Program. Copies of the Hazard Communication Program are
available in the (location) for review by any interested employee.
     (Name of responsible person and/or position) is the program
coordinator, with overall responsibility for the program, including
reviewing and updating this plan as necessary.

2. Container Labeling
  (Name of responsible person and/or position) will verify that all
containers received for use will be clearly labeled as to the
contents, note the appropriate hazard warning, and list the
manufacturer’s name and address.
   The (name of responsible person and/or position) in each section will
ensure that all secondary containers are labeled with either an extra
copy of the original manufacturer’s label or with labels marked with
the identity and the appropriate hazard warning. For help with
labeling, see (name of responsible person and/or position).

On the following individual stationary process containers, we
are using (description of labeling system used) rather than a label to
convey the required information:
                (List containers here).
   We are using an in-house labeling system that relies on
(describe any in-house system which uses numbers or graphics to convey
hazard information).
  The (name of responsible person and/or position) will review the
company labeling procedures every (provide a time period) and will
update labels as required.

3. Material Safety Data Sheets (MSDSs)
    The (name of responsible person and/or position) is responsible for
establishing and monitoring the company MSDS program. He/she
will ensure that procedures are developed to obtain the necessary
MSDSs and will review incoming MSDSs for new or significant
health and safety information. He/she will see that any new
information is communicated to affected employees. The procedure
below will be followed when an MSDS is not received at the time of
initial shipment:
               (Describe procedure to be followed here)
    Copies of MSDSs for all hazardous chemicals to which
employees are exposed or are potentially exposed will be kept in
(identify location).
   MSDSs will be readily available to all employees during each
work shift. If an MSDS is not available, contact (name of responsible
person and/or position).
   MSDSs will be readily available to employees in each work area
using the following format:
                (Describe company format here)
  Note: If an alternative to paper copies of MSDSs is used,
describe the format and how employees can access them.
   When revised MSDSs are received, the following procedures will
be followed to replace old MSDSs:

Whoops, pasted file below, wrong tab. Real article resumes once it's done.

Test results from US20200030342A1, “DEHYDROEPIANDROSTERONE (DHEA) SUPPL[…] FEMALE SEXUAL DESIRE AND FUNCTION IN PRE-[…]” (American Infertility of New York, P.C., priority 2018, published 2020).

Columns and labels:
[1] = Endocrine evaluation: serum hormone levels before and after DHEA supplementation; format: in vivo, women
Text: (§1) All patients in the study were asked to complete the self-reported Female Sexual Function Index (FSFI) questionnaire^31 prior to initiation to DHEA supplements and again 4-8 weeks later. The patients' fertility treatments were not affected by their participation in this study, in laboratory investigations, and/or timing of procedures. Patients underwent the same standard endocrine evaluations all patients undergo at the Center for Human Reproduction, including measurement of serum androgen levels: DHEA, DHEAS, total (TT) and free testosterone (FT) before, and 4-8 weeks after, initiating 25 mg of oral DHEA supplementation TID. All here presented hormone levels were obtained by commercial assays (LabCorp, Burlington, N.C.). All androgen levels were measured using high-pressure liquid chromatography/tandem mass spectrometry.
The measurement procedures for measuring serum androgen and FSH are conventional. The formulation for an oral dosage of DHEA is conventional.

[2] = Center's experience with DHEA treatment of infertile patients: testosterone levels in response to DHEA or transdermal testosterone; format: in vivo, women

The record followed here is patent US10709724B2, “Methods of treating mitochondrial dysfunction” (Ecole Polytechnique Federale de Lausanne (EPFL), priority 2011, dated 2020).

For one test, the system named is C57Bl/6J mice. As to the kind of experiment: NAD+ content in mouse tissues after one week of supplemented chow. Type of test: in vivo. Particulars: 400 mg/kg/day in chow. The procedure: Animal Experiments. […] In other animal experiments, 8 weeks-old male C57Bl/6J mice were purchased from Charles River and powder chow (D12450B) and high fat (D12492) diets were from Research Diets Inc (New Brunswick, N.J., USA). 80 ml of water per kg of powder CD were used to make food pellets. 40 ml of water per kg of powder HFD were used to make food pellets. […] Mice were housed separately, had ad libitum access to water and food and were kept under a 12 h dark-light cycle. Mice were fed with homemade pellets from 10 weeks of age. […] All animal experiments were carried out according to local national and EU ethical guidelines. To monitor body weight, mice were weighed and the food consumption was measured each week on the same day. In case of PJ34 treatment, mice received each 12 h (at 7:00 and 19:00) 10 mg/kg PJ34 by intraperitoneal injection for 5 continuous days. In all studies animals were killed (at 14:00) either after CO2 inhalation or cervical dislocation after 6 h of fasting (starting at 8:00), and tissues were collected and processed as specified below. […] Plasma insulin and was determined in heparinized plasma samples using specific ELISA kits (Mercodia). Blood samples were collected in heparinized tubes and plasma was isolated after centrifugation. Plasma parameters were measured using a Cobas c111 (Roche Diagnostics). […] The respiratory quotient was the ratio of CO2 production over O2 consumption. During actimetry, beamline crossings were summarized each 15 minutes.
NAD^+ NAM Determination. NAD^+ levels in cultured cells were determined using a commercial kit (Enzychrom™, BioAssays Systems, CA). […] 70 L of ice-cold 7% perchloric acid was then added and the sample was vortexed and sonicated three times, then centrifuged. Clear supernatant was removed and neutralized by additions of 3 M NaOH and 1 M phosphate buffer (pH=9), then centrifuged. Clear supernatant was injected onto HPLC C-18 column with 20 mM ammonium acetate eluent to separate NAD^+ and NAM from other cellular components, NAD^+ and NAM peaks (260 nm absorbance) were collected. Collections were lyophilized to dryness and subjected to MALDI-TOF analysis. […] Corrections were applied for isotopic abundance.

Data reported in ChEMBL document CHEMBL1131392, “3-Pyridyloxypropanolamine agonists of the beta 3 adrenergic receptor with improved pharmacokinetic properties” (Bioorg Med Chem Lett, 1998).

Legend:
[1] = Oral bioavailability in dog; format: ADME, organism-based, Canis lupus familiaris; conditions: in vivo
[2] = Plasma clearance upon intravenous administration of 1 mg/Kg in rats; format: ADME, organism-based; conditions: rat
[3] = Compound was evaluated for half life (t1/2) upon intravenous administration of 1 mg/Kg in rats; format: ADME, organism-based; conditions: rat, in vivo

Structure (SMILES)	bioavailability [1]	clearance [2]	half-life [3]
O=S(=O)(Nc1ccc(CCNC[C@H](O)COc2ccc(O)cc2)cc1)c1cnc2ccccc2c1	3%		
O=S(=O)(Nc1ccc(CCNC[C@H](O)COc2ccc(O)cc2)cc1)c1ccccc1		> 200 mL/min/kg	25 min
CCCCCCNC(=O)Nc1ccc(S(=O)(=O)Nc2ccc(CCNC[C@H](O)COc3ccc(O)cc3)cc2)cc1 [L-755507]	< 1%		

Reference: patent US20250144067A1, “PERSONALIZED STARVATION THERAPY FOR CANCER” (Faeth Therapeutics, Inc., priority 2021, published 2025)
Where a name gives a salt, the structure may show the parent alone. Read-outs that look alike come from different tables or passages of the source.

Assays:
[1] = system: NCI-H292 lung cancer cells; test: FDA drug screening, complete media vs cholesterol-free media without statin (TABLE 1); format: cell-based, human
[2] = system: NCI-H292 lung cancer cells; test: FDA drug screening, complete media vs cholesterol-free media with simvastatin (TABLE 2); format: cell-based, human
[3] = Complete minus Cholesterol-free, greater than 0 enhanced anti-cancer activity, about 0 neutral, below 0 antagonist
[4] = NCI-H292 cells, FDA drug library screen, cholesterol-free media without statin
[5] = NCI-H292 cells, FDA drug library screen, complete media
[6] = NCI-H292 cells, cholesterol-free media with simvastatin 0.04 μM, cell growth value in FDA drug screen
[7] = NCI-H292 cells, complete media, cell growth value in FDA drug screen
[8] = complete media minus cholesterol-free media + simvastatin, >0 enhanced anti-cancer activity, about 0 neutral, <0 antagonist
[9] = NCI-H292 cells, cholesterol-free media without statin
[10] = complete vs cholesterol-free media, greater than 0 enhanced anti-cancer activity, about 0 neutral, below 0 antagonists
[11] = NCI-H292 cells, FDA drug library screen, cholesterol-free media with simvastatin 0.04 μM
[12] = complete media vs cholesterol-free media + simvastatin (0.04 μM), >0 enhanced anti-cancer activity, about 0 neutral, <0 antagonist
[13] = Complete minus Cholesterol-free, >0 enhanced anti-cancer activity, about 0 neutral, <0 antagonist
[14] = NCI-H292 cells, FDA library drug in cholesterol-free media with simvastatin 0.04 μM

(Describe procedures)

4. Employee Training and Information
   (Name of responsible person and/or position) is responsible for the
Hazard Communication Program and will ensure that all program
elements are carried out.
    Everyone who works with or is potentially exposed to hazardous
chemicals will receive initial training on the hazard communication
standard and this plan before starting work. Each new employee
will attend a health and safety orientation that includes the
following information and training:
■  An overview of the OSHA hazard communication standard
■  The hazardous chemicals present at his/her work area
■  The physical and health risks of the hazardous chemicals
■  Symptoms of overexposure
■  How to determine the presence or release of hazardous
   chemicals in the work area
■  How to reduce or prevent exposure to hazardous chemicals
   through use of control procedures, work practices and personal
   protective equipment
■  Steps the company has taken to reduce or prevent exposure to
   hazardous chemicals
■  Procedures to follow if employees are overexposed to
hazardous       chemicals
■  How to read labels and MSDSs to obtain hazard information
■  Location of the MSDS file and written Hazard Communication
   Prior to introducing a new chemical hazard into any section of
this company, each employee in that section will be given
information and training as outlined above for the new chemical
hazard. The training format will be as follows:
        (Describe training format, such as audiovisuals, interactive
             computer programs, classroom instruction, etc.)

5. Hazardous Non-routine Tasks
   Periodically, employees are required to perform non-routine
tasks that are hazardous. Examples of non-routine tasks are:
confined space entry, tank cleaning, and painting reactor vessels.

Prior to starting work on such projects, each affected employee will
be given information by (name of responsible person and/or position)
about the hazardous chemicals he or she may encounter during
such activity. This information will include specific chemical
hazards, protective and safety measures the employee should use,
and steps the company is taking to reduce the hazards, including
ventilation, respirators, the presence of another employee (buddy
systems), and emergency procedures.
  Examples of non-routine tasks performed by employees of this
company are:
Task                            Hazardous Chemical